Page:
Twitter is adding a security option that you should turn on immediately unless you think eavesdroppers could make more creative use of your account than you.

The San Francisco micro-blogging service now allows you to encrypt your use of the site — not just when you log in, as is already the case, but throughout. It’s often referred to as “always-on SSL,” (short for “Secure Sockets Layer,” the earliest level of encryption offered by financial sites) or “HTTPS” (after the prefix you’ll see in your browser instead of the usual “http”).

Without this protection, other users on the same network — for instance, those logged into the same public WiFi signal — can read your traffic and possibly steal your login using surveillance tools like Firesheep, released last year. With encryption, they only pick up gibberish.

A blog post by Twitter spokeswoman Carolyn Penner explains how to choose this option: Log into the site, click the Settings link in the menu below your username at the top right of the page, scroll down and click the checkbox next to “Always use HTTPS.” Then click the Save button to keep those changes (you may need to enter your password again). The post also notes that while Twitter’s official iPhone and iPad applications also encrypt your session, its mobile does not — there, you’ll still need to type in or bookmark yourself.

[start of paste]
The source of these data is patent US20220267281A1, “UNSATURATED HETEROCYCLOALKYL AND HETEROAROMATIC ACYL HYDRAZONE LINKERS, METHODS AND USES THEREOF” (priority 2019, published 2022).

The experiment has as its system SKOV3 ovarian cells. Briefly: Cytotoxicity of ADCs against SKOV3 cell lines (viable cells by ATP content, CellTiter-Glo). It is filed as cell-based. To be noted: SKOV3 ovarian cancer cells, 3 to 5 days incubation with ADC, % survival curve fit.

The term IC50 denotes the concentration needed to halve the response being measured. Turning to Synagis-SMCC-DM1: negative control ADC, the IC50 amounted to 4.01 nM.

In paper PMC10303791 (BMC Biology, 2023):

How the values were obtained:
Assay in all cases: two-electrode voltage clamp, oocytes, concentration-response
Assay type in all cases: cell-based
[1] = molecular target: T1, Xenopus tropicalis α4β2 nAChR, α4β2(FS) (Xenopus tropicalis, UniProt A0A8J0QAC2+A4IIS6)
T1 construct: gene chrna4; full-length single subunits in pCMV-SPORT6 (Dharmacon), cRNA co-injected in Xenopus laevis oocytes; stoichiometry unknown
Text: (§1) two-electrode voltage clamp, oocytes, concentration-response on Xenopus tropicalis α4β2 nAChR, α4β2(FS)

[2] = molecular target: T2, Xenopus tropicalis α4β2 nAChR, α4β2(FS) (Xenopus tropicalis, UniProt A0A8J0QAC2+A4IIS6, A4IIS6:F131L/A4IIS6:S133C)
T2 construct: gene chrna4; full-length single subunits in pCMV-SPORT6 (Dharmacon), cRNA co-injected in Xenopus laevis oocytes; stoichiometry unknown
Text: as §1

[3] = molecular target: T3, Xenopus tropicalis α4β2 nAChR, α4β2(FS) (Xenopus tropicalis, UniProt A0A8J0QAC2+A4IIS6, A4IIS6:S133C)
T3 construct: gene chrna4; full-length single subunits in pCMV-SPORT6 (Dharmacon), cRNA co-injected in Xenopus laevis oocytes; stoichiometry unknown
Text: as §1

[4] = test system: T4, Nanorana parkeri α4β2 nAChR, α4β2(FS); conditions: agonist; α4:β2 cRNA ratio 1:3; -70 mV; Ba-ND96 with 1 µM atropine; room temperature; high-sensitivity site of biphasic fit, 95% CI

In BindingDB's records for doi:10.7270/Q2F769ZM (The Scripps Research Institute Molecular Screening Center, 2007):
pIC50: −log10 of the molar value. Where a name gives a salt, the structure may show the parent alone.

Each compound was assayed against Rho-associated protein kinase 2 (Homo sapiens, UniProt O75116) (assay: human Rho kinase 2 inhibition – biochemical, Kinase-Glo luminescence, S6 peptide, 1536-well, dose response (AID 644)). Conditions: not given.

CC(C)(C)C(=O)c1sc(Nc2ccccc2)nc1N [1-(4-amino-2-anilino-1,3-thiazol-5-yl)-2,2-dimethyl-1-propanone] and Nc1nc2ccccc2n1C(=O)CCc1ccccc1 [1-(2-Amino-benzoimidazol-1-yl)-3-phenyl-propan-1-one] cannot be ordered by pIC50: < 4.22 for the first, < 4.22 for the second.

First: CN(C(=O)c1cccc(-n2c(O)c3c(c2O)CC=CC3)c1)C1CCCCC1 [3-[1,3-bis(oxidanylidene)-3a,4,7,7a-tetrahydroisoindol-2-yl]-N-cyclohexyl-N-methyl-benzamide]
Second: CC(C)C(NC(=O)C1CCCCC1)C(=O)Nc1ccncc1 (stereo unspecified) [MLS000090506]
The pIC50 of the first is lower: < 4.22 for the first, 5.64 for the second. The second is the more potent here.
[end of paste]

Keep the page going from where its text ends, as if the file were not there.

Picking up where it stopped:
Twitter’s programs for Android, BlackBerry and other non-Apple devices don’t yet benefit from this new option either, Penner wrote in an e-mail. “We’re working on it,” she said.

The move follows Facebook’s welcome addition of this option in January. It comes a few weeks too late for actor Ashton Kutcher, who had his Twitter account hijacked at a technology conference this month. The unknown hackers took a poke at the celebrity’s career by using his account to post a mocking tweet: “Ashton, you’ve been Punk’d. This account is not secure. Dude, where’s my SSL?”

I trust that if you use Twitter, your next click will be to enable this option. Then please come back here and talk about what other sites should offer this option outside of its standard use to shield logins and financial transactions.